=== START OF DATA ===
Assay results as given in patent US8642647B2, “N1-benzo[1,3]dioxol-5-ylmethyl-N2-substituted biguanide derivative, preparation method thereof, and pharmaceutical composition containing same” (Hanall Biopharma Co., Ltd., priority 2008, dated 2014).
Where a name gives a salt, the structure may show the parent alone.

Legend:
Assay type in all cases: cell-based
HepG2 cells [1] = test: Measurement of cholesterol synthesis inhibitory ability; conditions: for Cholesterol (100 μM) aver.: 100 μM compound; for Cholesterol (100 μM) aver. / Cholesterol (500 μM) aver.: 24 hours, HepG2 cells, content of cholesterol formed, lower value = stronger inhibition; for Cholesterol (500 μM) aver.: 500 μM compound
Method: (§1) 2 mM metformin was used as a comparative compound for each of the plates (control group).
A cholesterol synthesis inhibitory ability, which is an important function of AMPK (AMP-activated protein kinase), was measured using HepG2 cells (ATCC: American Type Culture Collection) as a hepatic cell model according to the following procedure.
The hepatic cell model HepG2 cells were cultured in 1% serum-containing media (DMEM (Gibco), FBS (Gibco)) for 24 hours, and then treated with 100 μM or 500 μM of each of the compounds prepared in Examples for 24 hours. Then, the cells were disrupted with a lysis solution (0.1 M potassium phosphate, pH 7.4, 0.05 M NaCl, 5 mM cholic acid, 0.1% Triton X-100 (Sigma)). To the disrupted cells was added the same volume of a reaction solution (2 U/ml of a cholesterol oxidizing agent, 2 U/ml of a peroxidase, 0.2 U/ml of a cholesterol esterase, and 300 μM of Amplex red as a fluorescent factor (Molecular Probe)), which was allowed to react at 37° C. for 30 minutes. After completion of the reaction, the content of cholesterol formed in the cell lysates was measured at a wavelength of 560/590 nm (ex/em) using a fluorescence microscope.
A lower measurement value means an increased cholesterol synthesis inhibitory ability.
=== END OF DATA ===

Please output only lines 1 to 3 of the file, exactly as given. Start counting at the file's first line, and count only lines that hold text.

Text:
Assay results as given in patent US8642647B2, “N1-benzo[1,3]dioxol-5-ylmethyl-N2-substituted biguanide derivative, preparation method thereof, and pharmaceutical composition containing same” (Hanall Biopharma Co., Ltd., priority 2008, dated 2014).
Where a name gives a salt, the structure may show the parent alone.

Legend: